1.1.4 Reporting relationships at the Mission are unique. The LE-08 Commercial Officer and the LE-07 Immigration Case Analyst report to their respective Program Managers in Guatemala. There is no reporting to the General Relations Program Manager. It is not clear to whom the LE-08 Consular/Administrative Officer reports. The organization chart shows this Officer reporting to the Chargé but both individuals believe the Officer reports to the MCO in Guatemala City. The MCO maintains that the organization chart is correct but indicated that he is responsible for the Consular/ Administrative Officer's performance appraisal but with input from the Chargé.
1.1.5 Weekly staff meetings are held although minutes are not produced. Discussions at these meetings revolve around administration and upcoming events. For the most part, staff indicated that they work well together as a team.
1.1.6 An Accountability Agreement should be prepared and updated annually identifying, in measurable terms, the goals and objectives of the Mission in San Salvador for all Programs.
1.1.7 Guatemala City should step up efforts to improve communications with San Salvador by having the minutes of the CMM circulated to all staff in San Salvador and by increasing the number of visits by the HOM.
1.1.8 The reporting relationship of the LE-08 Consular/Administrative Officer should be clarified.
1.1.6 The Mission is in the process of preparing an Accountability Agreement primarily based on the MOU which exists between the two Missions.
1.1.7 Minutes of the CMM are being circulated weekly. The new HOM has stepped up the number of visits to San Salvador as required.
1.1.8 The recent addition of a CBS MCO to San Salvador has resolved the reporting relationship issue and the LE-08 now reports to the MCO.
1.1.9 Maintain minutes of the weekly staff meeting and circulate these to the management in Guatemala City.
1.1.10 The Mission is hampered by limited Chancery space and the situation worsens one week each month when the Visa Officer from Guatemala City visits the Mission. The Chancery was originally designed for six LES employees. Space will be even tighter when the Management Consular Officer (MCO), a new position, arrives this summer. Unless there are plans for this Mission to expand, the role of the new MCO is not clear. Administration is currently operating satisfactorily and the addition of an MCO position will have a material effect on the work distribution. Space is available on the floor above the Chancery but the Mission believes the landlord is only prepared to lease the entire floor (432 m2) which is much more than the Mission requires. The Mission's current space is 350m2.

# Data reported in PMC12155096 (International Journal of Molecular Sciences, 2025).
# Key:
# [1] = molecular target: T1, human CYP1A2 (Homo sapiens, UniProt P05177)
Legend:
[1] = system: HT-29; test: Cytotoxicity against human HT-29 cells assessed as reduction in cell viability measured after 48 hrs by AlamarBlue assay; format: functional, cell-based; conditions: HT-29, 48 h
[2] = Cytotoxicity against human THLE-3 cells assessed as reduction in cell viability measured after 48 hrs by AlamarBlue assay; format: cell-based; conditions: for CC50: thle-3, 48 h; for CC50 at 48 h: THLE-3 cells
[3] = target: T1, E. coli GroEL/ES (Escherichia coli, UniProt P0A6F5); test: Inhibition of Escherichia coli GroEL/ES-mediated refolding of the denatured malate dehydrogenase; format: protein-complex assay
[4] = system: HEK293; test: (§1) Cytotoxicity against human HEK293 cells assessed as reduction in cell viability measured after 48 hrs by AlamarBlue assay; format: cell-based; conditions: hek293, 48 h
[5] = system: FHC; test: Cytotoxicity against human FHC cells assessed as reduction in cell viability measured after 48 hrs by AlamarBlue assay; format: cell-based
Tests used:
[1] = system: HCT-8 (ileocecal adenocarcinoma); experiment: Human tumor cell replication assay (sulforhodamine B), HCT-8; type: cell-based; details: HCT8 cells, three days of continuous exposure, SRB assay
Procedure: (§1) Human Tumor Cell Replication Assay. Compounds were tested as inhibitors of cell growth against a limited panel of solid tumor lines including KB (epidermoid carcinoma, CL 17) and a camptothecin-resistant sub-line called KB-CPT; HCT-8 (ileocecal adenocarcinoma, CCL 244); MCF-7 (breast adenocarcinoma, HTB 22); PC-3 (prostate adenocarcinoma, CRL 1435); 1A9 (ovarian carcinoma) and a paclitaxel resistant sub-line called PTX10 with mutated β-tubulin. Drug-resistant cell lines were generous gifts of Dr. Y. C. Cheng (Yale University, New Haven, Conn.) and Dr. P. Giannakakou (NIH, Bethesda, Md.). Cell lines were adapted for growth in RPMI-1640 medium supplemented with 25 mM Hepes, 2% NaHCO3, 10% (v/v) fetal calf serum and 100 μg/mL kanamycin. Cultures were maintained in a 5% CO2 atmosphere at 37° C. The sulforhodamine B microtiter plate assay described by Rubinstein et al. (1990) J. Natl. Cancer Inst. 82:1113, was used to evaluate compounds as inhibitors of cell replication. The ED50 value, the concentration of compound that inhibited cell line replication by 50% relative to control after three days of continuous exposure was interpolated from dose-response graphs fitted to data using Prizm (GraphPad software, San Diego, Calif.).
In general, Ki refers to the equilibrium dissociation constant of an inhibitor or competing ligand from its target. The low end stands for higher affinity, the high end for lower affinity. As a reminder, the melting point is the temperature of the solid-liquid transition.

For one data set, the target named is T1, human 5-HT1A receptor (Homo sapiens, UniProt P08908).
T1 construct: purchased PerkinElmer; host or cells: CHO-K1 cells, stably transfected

1.1.11 Before this Mission makes a commitment to lease additional space, the Audit Team believes that Headquarters, together with the Mission and Guatemala City, must decide on the role and responsibilities for this Mission. Developing the Accountability Agreement (Recommendation 1.1.6) would be the start of this process.
1.1.12 The Bureau, together with the Guatemala City and San Salvador Missions, should decide the future of this Mission before making any commitment for incremental space.
1.1.12 LGD is in the process of reviewing the status of San Salvador and has indicated in the Business Plan that it is a priority to bring it to a full-fledged Mission with an Ambassador.
LGD agrees with the plans to increase the space in San Salvador.
2.1.1 The IBD Program in San Salvador is carried out by an LE-08 Commercial Officer (CO) who reports to the Trade Program Manager in Guatemala. Prior to January 2002, the CO reported directly to the Chargé. While the current Program Manager visits the Mission every three to four weeks, his predecessor only visited the Mission five times in three years. Assisting the CO is an Intern, on a one-year contract, who has been at the Mission since September 2001. The CO also has the support of the Chargé's Administrative Assistant 15 percent of her time.
2.1.2 Trade between Canada and El Salvador is small but growing. Canadian exports in 2000 were $22.3 million and imports from El Salvador were $152.5 million. Canadian investment is approximately $48 million principally in banking and mining exploration. El Salvador's economy has shown strong growth since 1996. Canada has concluded two rounds of discussions with El Salvador, Guatemala, Honduras and Nicaragua with the goal of concluding a Free Trade Agreement with these countries.
2.1.3 The CO has received training on the Trade Commissioner Service's New Approach. He has not, however, been given any specific goals and objectives from his Program Manager in Guatemala City and there is no work plan in place. He has recently been given a $500 hospitality allocation for the first time. He spends little time making out-calls. The 25 to 30 percent of his time spent outside the office is primarily consumed visiting government ministries to obtain information for Canadian companies bidding on specific government projects or attending seminars. He divides his time responding to enquiries and working on longer term activities such as recruiting companies for trade shows. There are approximately 20 enquiries each month, including those from local companies and companies from Canada. Responses are handled within five working days. When the CO is away, Guatemala City prepares the responses. The key sectors for which the CO is responsible are environment, construction, food and beverages, pharmaceutical and technology. A recommendation has been made in the Guatemala City audit report to have the Program Manager establish measurable goals and objectives for the CO and to develop a work plan to achieve these established targets.